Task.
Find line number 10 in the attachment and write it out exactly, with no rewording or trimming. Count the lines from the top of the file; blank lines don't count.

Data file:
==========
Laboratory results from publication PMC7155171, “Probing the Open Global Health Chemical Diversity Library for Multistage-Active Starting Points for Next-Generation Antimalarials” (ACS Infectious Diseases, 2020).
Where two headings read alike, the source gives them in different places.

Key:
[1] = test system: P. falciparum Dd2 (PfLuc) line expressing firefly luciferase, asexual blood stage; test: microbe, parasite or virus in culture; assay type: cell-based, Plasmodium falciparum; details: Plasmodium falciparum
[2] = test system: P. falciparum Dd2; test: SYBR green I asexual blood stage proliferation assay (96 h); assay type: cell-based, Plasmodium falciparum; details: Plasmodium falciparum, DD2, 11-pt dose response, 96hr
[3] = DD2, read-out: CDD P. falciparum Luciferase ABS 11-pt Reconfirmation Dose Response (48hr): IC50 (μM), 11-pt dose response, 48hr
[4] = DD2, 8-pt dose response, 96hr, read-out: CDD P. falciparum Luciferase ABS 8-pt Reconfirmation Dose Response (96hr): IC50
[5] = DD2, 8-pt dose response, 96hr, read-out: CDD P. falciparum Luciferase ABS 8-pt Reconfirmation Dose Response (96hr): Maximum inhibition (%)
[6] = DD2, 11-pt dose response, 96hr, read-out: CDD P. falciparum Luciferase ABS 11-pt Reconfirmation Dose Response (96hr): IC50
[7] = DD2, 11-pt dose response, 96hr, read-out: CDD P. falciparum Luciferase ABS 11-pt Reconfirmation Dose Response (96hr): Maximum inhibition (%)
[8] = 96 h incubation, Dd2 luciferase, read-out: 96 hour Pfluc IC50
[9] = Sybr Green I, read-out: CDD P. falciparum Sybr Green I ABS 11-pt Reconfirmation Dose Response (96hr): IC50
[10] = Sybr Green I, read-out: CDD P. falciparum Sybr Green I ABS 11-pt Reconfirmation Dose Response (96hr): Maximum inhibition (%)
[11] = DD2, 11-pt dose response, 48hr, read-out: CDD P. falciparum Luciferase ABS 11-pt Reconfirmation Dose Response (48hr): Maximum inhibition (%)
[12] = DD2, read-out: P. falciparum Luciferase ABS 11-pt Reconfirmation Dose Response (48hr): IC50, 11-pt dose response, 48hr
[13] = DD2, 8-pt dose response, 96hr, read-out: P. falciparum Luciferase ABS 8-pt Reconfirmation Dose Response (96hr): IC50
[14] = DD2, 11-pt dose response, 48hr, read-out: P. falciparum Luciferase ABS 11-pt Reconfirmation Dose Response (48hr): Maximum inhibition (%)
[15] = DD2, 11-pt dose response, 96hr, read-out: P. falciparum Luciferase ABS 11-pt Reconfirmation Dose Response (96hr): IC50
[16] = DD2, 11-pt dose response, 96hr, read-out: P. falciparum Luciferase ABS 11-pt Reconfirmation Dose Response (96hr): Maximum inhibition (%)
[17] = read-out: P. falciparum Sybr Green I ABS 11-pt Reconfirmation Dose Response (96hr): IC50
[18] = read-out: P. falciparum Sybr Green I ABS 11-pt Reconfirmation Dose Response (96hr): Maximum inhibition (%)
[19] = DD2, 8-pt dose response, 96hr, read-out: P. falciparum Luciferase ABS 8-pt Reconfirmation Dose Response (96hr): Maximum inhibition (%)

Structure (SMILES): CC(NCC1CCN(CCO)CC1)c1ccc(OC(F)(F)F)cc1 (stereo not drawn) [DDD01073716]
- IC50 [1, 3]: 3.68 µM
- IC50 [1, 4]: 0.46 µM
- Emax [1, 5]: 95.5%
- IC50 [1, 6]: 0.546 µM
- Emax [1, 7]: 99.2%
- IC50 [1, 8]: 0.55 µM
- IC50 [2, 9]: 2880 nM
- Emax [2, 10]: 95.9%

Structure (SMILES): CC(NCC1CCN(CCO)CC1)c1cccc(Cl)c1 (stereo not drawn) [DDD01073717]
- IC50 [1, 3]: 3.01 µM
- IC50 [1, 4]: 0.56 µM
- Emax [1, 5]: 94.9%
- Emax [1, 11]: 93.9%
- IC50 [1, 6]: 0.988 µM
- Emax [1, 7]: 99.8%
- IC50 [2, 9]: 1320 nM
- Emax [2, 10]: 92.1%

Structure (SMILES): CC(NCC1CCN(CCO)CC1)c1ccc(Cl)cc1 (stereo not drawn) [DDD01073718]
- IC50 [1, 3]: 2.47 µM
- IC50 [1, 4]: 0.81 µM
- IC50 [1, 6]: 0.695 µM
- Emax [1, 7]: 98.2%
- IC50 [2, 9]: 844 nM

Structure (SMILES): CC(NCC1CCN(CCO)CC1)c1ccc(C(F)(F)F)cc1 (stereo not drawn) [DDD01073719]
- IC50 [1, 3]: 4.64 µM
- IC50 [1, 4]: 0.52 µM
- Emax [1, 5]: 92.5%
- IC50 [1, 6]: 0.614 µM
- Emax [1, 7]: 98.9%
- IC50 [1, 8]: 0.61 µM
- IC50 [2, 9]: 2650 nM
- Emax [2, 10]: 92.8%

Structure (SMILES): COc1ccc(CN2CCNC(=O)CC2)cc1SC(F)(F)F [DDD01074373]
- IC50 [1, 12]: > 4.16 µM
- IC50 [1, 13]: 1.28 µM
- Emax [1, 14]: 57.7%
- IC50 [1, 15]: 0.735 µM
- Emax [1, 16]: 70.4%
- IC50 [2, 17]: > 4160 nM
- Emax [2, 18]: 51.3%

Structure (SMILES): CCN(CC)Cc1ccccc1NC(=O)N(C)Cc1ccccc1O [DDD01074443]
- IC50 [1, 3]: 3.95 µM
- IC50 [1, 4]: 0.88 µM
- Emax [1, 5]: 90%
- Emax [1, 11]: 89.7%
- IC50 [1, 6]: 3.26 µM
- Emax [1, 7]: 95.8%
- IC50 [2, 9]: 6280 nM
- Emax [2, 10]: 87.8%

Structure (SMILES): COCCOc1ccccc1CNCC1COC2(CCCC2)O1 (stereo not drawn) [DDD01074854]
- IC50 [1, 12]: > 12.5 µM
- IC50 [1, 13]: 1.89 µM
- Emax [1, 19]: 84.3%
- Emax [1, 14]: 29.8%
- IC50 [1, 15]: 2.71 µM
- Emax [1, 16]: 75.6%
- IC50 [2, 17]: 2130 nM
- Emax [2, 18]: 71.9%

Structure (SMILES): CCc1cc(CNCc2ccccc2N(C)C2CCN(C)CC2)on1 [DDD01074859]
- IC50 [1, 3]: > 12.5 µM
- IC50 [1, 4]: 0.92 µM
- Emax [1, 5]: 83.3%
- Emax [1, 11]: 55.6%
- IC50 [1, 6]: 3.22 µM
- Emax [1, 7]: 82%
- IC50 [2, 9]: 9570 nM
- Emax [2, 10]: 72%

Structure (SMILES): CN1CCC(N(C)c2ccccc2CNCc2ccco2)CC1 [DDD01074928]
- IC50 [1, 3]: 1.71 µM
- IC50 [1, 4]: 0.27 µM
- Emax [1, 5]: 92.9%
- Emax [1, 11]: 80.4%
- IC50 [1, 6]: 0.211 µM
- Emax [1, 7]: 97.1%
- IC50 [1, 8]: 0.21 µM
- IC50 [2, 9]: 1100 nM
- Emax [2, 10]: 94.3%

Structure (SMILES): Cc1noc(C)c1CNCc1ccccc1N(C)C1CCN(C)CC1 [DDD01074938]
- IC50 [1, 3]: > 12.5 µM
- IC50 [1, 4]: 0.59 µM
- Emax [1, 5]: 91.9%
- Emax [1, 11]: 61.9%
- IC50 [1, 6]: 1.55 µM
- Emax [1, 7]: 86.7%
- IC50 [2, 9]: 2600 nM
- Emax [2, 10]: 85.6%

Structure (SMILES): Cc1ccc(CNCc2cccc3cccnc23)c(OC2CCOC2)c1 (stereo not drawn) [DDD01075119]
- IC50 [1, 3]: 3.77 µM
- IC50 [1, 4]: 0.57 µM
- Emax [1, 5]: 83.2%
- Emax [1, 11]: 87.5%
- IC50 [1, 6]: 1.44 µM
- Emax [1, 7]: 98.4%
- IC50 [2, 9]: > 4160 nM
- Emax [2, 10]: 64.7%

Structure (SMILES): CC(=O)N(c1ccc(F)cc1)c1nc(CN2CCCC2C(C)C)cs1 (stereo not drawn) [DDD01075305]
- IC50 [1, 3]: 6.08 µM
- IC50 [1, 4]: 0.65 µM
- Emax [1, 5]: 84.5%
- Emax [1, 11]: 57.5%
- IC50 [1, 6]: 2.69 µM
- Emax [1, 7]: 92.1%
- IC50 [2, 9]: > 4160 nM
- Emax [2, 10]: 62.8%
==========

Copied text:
[7] = DD2, 11-pt dose response, 96hr, read-out: CDD P. falciparum Luciferase ABS 11-pt Reconfirmation Dose Response (96hr): Maximum inhibition (%)